The first time I went to Europe, so full of romantic illusions and so desperately naive that it’s painful to think back upon that time, many things took me by surprise. First, it wasn’t Disneyland.
“Jan at fifteen” by Connemoira
Second, the war which seemed so long ago to me, still hung over the continent as if it had happened the day before I arrived. I will never forget seeing WWII, not from across an ocean, but through the eyes of people who’d lived through it and for whom it remained a constant shadow.
However, what gave me the most pause were the lowered expectations of the young people I met. In America, everyone wants to be a movie star or athlete. In America, it’s drummed into our heads that not only could everyone go to college but everyone should want to go to college, as well as buy a house, a car, twelve television sets and membership at the local golf course. To do otherwise was – for my generation – lazy, degenerate behavior, ultimately resulting in a life spent on the street with a bottle of gin hidden in a paper bag.
Thus, running into young villagers perfectly happy to remain at home, with a life no better than their parents, caused me to rethink American values.
I lived in a village unchanged for hundreds of years and populated by people of Slavic descent who’d migrated there for political reasons. As in many small villages in Europe, during the day there were practically no young people on the streets, only old women tending small children. The parents of the children and young people old enough to work, commuted to one of the larger cities nearby.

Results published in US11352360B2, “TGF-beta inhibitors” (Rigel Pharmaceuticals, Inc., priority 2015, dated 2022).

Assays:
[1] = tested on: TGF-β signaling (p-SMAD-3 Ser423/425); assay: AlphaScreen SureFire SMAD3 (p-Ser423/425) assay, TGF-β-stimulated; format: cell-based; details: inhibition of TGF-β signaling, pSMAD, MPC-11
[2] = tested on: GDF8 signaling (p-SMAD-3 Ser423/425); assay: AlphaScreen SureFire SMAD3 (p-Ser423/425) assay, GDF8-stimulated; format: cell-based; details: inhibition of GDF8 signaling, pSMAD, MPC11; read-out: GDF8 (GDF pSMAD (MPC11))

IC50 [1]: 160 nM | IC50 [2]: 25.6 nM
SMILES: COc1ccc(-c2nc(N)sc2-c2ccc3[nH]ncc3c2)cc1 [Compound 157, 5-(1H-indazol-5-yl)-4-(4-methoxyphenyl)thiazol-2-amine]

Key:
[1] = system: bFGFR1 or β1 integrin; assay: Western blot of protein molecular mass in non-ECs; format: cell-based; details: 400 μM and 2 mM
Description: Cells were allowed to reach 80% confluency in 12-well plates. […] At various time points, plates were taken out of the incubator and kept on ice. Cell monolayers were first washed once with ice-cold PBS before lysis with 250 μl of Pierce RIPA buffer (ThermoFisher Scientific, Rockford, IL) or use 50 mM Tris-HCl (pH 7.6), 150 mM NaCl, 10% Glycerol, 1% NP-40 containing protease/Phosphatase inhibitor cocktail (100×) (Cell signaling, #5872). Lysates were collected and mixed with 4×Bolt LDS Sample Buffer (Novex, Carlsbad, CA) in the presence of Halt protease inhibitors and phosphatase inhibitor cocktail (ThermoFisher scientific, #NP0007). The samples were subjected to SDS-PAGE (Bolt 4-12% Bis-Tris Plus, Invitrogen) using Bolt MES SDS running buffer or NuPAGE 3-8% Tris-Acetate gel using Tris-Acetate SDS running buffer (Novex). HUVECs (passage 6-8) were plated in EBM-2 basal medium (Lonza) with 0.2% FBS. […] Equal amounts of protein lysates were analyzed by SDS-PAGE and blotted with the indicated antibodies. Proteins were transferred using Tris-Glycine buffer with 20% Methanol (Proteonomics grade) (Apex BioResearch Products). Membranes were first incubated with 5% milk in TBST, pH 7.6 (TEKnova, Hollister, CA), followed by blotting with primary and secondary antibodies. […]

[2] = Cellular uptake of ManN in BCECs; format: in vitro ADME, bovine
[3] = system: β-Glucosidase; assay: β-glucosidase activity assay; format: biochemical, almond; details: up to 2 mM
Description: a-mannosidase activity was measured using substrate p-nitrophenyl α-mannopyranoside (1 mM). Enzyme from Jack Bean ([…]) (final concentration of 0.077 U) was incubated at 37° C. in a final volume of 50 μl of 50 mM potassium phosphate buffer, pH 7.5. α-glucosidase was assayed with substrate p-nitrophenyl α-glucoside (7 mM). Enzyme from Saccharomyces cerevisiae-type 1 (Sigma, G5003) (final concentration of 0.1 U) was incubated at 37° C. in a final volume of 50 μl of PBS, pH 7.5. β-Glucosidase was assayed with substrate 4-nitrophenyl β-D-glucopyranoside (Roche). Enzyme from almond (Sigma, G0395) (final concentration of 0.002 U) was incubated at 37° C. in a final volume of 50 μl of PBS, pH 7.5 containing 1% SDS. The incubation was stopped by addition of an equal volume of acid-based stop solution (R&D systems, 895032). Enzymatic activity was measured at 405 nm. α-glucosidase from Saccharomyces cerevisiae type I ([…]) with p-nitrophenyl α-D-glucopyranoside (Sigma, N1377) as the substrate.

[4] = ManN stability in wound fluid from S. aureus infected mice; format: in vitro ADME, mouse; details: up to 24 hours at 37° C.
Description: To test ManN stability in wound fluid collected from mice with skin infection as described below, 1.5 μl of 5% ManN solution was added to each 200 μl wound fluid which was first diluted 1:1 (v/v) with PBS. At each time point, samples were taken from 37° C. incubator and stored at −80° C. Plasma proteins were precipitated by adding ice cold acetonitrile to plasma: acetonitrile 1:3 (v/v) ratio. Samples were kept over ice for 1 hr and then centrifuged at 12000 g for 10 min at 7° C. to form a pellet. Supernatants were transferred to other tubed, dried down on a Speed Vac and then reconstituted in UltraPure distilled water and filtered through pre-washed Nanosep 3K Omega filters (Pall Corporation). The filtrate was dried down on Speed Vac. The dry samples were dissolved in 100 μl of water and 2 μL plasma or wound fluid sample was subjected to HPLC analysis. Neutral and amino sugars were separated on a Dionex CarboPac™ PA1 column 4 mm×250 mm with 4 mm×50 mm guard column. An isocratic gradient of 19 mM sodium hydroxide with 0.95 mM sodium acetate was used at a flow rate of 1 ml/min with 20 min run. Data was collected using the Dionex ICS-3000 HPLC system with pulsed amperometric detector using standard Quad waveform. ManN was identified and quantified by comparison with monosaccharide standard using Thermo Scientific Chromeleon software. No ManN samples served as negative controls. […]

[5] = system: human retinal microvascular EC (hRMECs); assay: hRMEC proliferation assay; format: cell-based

I met Inga and Hans only because they were both on vacation; he was on leave from the army and she was taking a short breather before training to become a shop clerk. They lived with their folks and had no immediate plans to move out. Nor was college or a car a remote possibility.
From the Graduation Present: It depressed me to see young people my age without the hunger to change the world or to rise up the ladder to what we in American defined as success; more money, more power; greater knowledge than our parents. But, on the other hand, they were happy, content, and secure, on a path that wouldn’t lead to an uncomfortable place. I envied them in a way. If I told my parents: “I just want to live with you the rest of my life, work in the local store, maybe travel a bit,” they’d blow a gasket.
I regret to say that after I returned stateside, I got a letter from Inga and Hans asking if they could stay with me when they came to the United States. My life was then in such flux that I never responded.